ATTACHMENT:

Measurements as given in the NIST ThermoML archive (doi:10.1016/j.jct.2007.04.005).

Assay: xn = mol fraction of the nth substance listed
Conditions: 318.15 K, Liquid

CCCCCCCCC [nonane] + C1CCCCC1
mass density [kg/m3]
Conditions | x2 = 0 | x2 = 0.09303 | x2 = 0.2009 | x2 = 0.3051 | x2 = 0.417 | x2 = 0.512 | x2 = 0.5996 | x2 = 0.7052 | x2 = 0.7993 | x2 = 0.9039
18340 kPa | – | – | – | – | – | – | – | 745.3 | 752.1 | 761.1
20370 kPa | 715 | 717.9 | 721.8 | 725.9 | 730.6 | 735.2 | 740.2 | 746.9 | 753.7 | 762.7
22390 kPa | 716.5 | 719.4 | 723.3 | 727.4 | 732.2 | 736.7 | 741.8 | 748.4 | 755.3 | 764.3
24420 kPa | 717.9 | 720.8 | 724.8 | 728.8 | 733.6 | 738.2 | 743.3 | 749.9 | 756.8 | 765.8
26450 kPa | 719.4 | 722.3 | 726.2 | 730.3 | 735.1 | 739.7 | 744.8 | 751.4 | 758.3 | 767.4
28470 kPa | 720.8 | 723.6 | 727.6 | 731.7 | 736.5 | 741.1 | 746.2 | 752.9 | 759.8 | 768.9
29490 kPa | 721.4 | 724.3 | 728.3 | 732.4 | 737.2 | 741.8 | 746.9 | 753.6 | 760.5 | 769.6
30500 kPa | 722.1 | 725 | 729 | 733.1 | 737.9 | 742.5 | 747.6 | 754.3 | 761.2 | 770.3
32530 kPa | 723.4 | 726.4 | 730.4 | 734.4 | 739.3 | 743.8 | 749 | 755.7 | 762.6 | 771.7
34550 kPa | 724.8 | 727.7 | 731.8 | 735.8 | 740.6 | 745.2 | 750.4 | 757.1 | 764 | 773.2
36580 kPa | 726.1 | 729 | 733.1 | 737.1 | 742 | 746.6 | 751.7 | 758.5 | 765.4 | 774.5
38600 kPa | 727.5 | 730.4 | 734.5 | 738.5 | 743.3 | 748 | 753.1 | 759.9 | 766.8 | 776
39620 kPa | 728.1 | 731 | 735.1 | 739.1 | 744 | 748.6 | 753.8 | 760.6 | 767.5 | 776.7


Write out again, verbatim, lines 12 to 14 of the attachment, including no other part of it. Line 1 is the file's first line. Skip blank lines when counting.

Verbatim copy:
28470 kPa | 720.8 | 723.6 | 727.6 | 731.7 | 736.5 | 741.1 | 746.2 | 752.9 | 759.8 | 768.9
29490 kPa | 721.4 | 724.3 | 728.3 | 732.4 | 737.2 | 741.8 | 746.9 | 753.6 | 760.5 | 769.6
30500 kPa | 722.1 | 725 | 729 | 733.1 | 737.9 | 742.5 | 747.6 | 754.3 | 761.2 | 770.3